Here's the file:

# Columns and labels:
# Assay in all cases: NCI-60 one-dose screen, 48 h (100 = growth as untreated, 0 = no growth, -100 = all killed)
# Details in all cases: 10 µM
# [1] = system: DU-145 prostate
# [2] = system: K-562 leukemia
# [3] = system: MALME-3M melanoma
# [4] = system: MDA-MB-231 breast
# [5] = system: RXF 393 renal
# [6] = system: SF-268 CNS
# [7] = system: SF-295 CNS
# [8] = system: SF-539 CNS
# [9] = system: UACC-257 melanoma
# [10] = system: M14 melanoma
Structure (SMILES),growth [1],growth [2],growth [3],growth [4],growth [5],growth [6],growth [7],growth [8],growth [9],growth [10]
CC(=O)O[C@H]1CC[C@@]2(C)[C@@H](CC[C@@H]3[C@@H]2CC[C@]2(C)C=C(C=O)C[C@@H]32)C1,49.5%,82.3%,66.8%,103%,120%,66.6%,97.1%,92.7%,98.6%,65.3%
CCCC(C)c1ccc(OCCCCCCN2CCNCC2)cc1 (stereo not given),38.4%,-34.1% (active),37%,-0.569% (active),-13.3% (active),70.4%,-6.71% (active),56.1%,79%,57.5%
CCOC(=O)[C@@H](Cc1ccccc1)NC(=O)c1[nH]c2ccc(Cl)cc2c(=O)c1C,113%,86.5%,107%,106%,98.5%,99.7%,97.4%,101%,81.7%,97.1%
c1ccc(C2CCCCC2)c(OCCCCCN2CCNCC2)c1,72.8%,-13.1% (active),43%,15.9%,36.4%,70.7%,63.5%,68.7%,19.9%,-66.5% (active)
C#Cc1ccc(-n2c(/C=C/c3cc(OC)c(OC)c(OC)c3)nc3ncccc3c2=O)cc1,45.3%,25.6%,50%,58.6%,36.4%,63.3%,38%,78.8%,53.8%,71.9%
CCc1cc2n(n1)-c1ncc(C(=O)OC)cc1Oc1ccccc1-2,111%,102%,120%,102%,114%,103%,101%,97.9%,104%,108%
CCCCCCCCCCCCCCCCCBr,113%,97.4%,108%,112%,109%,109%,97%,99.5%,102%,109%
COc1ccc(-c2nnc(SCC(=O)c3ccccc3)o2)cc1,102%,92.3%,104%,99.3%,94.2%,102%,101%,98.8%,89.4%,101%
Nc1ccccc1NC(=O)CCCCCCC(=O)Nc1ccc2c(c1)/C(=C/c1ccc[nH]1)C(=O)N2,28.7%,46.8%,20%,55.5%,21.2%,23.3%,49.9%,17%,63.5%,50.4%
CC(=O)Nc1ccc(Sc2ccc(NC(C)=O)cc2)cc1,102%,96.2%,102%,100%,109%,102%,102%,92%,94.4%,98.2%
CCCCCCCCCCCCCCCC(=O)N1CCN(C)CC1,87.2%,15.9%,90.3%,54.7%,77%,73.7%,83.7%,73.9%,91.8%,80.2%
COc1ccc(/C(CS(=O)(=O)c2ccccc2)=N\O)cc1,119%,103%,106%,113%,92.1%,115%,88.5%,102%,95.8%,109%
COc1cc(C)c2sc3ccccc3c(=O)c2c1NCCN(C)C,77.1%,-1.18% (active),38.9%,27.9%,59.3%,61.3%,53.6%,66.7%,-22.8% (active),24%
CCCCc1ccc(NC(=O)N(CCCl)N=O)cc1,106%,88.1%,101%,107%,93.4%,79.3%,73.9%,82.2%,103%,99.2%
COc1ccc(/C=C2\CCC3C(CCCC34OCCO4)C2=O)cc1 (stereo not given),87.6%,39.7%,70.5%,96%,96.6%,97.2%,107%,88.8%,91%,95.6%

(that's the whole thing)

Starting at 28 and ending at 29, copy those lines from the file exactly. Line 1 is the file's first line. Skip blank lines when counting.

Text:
CCCCc1ccc(NC(=O)N(CCCl)N=O)cc1,106%,88.1%,101%,107%,93.4%,79.3%,73.9%,82.2%,103%,99.2%
COc1ccc(/C=C2\CCC3C(CCCC34OCCO4)C2=O)cc1 (stereo not given),87.6%,39.7%,70.5%,96%,96.6%,97.2%,107%,88.8%,91%,95.6%